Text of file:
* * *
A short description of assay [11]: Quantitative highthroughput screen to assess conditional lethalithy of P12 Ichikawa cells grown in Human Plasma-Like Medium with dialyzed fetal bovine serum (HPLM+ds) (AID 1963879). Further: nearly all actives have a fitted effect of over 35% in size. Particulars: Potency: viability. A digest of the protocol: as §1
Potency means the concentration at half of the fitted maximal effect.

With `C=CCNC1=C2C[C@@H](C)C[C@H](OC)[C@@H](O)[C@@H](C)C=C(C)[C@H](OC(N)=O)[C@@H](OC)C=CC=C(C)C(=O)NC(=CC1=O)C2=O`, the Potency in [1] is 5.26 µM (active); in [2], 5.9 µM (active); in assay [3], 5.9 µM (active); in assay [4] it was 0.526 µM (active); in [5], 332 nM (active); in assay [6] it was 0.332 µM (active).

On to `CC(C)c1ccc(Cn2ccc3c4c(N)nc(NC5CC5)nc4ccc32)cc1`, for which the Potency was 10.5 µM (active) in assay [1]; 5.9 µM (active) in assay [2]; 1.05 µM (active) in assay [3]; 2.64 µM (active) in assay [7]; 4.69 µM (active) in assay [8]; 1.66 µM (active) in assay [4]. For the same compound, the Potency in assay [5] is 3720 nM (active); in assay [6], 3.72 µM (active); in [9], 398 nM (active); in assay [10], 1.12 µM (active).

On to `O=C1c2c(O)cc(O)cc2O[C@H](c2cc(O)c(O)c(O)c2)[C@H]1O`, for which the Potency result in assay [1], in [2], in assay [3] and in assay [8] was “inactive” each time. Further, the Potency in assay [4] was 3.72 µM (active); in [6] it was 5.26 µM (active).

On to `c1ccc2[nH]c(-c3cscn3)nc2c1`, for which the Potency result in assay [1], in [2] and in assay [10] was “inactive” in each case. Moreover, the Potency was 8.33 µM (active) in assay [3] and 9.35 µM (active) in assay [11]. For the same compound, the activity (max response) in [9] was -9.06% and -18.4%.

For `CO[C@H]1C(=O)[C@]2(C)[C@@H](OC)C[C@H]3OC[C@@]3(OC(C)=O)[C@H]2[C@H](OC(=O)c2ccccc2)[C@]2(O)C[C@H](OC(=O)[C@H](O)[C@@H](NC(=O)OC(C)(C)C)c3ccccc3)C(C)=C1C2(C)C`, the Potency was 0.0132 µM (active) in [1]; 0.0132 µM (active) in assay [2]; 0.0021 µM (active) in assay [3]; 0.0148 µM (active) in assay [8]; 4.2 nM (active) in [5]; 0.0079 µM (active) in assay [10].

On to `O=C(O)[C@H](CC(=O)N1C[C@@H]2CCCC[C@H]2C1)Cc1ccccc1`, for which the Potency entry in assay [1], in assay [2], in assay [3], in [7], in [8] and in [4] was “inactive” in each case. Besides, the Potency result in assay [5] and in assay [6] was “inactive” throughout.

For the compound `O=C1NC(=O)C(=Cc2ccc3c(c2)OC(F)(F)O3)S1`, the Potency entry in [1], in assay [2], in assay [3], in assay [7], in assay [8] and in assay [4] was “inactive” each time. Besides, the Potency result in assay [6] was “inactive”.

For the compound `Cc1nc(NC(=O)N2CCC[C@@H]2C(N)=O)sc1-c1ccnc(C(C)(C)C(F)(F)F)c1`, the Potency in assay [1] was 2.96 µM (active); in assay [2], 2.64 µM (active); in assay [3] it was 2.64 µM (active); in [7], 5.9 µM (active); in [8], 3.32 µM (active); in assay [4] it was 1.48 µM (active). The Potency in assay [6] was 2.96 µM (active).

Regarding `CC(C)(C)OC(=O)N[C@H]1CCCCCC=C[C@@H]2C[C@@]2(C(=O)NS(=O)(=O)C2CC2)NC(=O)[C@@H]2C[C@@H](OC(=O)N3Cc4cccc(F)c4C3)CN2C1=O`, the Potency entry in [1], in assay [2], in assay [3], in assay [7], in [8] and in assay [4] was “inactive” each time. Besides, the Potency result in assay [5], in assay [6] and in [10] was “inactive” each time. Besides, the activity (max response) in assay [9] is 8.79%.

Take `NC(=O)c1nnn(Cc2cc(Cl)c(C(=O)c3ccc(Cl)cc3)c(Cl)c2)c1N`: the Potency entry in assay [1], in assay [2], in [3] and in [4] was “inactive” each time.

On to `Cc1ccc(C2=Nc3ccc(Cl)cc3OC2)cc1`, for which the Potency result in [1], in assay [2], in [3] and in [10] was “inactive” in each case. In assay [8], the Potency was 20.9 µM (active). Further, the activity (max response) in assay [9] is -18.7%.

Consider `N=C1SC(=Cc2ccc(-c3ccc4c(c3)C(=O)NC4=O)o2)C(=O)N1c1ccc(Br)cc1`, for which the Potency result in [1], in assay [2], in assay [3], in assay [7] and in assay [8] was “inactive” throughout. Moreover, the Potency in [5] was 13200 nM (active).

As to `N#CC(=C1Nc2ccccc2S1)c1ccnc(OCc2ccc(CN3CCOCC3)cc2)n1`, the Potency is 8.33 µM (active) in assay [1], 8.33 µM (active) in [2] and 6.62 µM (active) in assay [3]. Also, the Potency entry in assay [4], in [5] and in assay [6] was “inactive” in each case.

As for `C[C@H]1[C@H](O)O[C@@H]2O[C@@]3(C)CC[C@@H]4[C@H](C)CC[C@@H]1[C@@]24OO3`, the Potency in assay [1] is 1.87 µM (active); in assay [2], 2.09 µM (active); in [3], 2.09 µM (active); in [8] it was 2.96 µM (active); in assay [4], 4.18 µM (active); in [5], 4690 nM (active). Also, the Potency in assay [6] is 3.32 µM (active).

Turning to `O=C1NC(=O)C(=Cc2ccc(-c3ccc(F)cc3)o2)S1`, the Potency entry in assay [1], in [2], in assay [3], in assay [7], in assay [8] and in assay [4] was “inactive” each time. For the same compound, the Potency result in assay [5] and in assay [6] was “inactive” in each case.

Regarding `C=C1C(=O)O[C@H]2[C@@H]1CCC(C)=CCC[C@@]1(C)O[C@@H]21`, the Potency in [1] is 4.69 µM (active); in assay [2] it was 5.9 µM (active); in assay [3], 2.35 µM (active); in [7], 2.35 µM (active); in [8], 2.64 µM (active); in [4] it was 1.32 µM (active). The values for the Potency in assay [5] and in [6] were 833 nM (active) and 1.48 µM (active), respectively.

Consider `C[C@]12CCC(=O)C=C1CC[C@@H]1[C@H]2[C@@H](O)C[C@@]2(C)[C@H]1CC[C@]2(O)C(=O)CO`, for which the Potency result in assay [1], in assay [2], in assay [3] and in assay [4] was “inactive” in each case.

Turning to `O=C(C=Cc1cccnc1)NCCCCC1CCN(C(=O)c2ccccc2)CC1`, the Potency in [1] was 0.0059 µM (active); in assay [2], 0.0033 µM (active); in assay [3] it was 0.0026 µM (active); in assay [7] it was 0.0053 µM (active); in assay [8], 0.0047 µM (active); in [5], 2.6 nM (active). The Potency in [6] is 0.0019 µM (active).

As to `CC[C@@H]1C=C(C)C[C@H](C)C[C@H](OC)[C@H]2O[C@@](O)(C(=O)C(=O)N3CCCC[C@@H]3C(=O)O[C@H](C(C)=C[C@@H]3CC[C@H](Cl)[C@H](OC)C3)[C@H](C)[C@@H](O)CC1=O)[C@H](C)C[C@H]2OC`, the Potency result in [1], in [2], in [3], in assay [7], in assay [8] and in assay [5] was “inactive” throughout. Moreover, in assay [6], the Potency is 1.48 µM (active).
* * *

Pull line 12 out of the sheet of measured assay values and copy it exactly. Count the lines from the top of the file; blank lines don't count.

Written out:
Take `NC(=O)c1nnn(Cc2cc(Cl)c(C(=O)c3ccc(Cl)cc3)c(Cl)c2)c1N`: the Potency entry in assay [1], in assay [2], in [3] and in [4] was “inactive” each time.